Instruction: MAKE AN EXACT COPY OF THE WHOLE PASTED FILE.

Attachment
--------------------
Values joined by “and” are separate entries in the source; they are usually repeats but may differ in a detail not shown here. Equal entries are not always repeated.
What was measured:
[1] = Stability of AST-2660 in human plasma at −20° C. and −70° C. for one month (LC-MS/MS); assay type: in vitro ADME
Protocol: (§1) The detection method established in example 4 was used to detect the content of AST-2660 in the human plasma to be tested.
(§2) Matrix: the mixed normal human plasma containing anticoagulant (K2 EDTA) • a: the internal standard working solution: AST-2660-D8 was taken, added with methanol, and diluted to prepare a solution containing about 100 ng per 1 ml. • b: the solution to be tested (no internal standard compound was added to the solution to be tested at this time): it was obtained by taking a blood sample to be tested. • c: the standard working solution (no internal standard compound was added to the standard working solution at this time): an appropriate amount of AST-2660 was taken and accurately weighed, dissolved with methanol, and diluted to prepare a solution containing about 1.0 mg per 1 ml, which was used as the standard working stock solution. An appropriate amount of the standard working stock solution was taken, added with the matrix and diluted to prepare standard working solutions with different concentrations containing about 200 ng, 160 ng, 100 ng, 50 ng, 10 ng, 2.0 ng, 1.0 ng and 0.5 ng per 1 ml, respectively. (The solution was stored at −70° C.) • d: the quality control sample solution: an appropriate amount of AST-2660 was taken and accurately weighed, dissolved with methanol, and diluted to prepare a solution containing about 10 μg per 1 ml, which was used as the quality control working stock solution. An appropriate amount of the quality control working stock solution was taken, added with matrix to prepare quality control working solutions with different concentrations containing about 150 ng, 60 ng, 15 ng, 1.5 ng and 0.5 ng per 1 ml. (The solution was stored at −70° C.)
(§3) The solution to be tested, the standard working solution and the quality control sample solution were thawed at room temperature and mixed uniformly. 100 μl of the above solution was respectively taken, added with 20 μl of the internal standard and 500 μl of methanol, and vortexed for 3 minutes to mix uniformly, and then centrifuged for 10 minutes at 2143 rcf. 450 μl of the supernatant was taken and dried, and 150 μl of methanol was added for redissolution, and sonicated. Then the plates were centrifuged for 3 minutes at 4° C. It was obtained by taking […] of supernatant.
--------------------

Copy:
Values joined by “and” are separate entries in the source; they are usually repeats but may differ in a detail not shown here. Equal entries are not always repeated.
What was measured:
[1] = Stability of AST-2660 in human plasma at −20° C. and −70° C. for one month (LC-MS/MS); assay type: in vitro ADME
Protocol: (§1) The detection method established in example 4 was used to detect the content of AST-2660 in the human plasma to be tested.
(§2) Matrix: the mixed normal human plasma containing anticoagulant (K2 EDTA) • a: the internal standard working solution: AST-2660-D8 was taken, added with methanol, and diluted to prepare a solution containing about 100 ng per 1 ml. • b: the solution to be tested (no internal standard compound was added to the solution to be tested at this time): it was obtained by taking a blood sample to be tested. • c: the standard working solution (no internal standard compound was added to the standard working solution at this time): an appropriate amount of AST-2660 was taken and accurately weighed, dissolved with methanol, and diluted to prepare a solution containing about 1.0 mg per 1 ml, which was used as the standard working stock solution. An appropriate amount of the standard working stock solution was taken, added with the matrix and diluted to prepare standard working solutions with different concentrations containing about 200 ng, 160 ng, 100 ng, 50 ng, 10 ng, 2.0 ng, 1.0 ng and 0.5 ng per 1 ml, respectively. (The solution was stored at −70° C.) • d: the quality control sample solution: an appropriate amount of AST-2660 was taken and accurately weighed, dissolved with methanol, and diluted to prepare a solution containing about 10 μg per 1 ml, which was used as the quality control working stock solution. An appropriate amount of the quality control working stock solution was taken, added with matrix to prepare quality control working solutions with different concentrations containing about 150 ng, 60 ng, 15 ng, 1.5 ng and 0.5 ng per 1 ml. (The solution was stored at −70° C.)
(§3) The solution to be tested, the standard working solution and the quality control sample solution were thawed at room temperature and mixed uniformly. 100 μl of the above solution was respectively taken, added with 20 μl of the internal standard and 500 μl of methanol, and vortexed for 3 minutes to mix uniformly, and then centrifuged for 10 minutes at 2143 rcf. 450 μl of the supernatant was taken and dried, and 150 μl of methanol was added for redissolution, and sonicated. Then the plates were centrifuged for 3 minutes at 4° C. It was obtained by taking […] of supernatant.